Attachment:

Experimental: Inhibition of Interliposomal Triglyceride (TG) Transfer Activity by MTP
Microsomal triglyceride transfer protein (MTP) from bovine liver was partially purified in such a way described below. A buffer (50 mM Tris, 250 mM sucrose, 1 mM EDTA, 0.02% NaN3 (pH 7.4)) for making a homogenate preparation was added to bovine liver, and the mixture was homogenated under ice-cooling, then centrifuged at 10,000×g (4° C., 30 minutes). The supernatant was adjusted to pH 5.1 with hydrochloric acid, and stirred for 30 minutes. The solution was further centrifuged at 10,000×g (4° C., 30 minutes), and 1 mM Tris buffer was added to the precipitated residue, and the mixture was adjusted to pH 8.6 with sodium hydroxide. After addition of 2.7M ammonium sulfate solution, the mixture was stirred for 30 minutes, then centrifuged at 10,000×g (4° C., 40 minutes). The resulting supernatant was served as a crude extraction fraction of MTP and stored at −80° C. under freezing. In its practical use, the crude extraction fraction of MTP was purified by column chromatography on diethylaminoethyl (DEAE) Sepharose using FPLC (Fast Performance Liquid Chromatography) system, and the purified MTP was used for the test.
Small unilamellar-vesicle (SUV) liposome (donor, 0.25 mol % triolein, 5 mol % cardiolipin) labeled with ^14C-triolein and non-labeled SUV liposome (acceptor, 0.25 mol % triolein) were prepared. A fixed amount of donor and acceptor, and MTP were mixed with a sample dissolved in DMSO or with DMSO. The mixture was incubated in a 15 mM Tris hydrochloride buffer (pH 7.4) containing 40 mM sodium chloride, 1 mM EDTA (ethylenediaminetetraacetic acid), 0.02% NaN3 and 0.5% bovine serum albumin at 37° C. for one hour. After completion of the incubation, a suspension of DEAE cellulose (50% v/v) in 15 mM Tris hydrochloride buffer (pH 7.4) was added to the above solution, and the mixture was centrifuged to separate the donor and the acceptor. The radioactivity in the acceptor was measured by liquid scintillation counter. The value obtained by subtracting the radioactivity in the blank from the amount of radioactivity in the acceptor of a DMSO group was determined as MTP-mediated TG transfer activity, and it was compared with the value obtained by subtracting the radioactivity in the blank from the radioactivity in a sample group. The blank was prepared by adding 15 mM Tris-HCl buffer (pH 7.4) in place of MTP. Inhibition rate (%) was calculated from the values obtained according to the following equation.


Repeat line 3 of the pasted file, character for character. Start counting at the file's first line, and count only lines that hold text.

Small unilamellar-vesicle (SUV) liposome (donor, 0.25 mol % triolein, 5 mol % cardiolipin) labeled with ^14C-triolein and non-labeled SUV liposome (acceptor, 0.25 mol % triolein) were prepared. A fixed amount of donor and acceptor, and MTP were mixed with a sample dissolved in DMSO or with DMSO. The mixture was incubated in a 15 mM Tris hydrochloride buffer (pH 7.4) containing 40 mM sodium chloride, 1 mM EDTA (ethylenediaminetetraacetic acid), 0.02% NaN3 and 0.5% bovine serum albumin at 37° C. for one hour. After completion of the incubation, a suspension of DEAE cellulose (50% v/v) in 15 mM Tris hydrochloride buffer (pH 7.4) was added to the above solution, and the mixture was centrifuged to separate the donor and the acceptor. The radioactivity in the acceptor was measured by liquid scintillation counter. The value obtained by subtracting the radioactivity in the blank from the amount of radioactivity in the acceptor of a DMSO group was determined as MTP-mediated TG transfer activity, and it was compared with the value obtained by subtracting the radioactivity in the blank from the radioactivity in a sample group. The blank was prepared by adding 15 mM Tris-HCl buffer (pH 7.4) in place of MTP. Inhibition rate (%) was calculated from the values obtained according to the following equation.